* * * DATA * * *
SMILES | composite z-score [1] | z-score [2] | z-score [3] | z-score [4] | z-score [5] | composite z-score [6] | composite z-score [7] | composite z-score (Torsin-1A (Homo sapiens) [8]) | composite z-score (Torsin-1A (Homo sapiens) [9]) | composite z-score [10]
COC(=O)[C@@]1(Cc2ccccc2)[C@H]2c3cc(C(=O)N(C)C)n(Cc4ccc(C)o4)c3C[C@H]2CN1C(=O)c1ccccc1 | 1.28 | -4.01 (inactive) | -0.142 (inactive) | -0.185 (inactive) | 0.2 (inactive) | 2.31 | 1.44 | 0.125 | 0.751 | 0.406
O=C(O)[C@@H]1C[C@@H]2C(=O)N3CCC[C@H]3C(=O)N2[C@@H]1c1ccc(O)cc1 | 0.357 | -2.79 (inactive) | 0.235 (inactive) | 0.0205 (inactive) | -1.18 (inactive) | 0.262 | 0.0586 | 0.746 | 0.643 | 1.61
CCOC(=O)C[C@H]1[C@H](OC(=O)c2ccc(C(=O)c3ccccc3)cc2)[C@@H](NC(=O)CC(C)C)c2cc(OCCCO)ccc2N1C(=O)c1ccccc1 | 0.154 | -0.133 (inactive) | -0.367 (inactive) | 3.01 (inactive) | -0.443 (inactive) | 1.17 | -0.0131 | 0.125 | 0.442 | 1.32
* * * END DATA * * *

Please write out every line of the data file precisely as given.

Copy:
SMILES | composite z-score [1] | z-score [2] | z-score [3] | z-score [4] | z-score [5] | composite z-score [6] | composite z-score [7] | composite z-score (Torsin-1A (Homo sapiens) [8]) | composite z-score (Torsin-1A (Homo sapiens) [9]) | composite z-score [10]
COC(=O)[C@@]1(Cc2ccccc2)[C@H]2c3cc(C(=O)N(C)C)n(Cc4ccc(C)o4)c3C[C@H]2CN1C(=O)c1ccccc1 | 1.28 | -4.01 (inactive) | -0.142 (inactive) | -0.185 (inactive) | 0.2 (inactive) | 2.31 | 1.44 | 0.125 | 0.751 | 0.406
O=C(O)[C@@H]1C[C@@H]2C(=O)N3CCC[C@H]3C(=O)N2[C@@H]1c1ccc(O)cc1 | 0.357 | -2.79 (inactive) | 0.235 (inactive) | 0.0205 (inactive) | -1.18 (inactive) | 0.262 | 0.0586 | 0.746 | 0.643 | 1.61
CCOC(=O)C[C@H]1[C@H](OC(=O)c2ccc(C(=O)c3ccccc3)cc2)[C@@H](NC(=O)CC(C)C)c2cc(OCCCO)ccc2N1C(=O)c1ccccc1 | 0.154 | -0.133 (inactive) | -0.367 (inactive) | 3.01 (inactive) | -0.443 (inactive) | 1.17 | -0.0131 | 0.125 | 0.442 | 1.32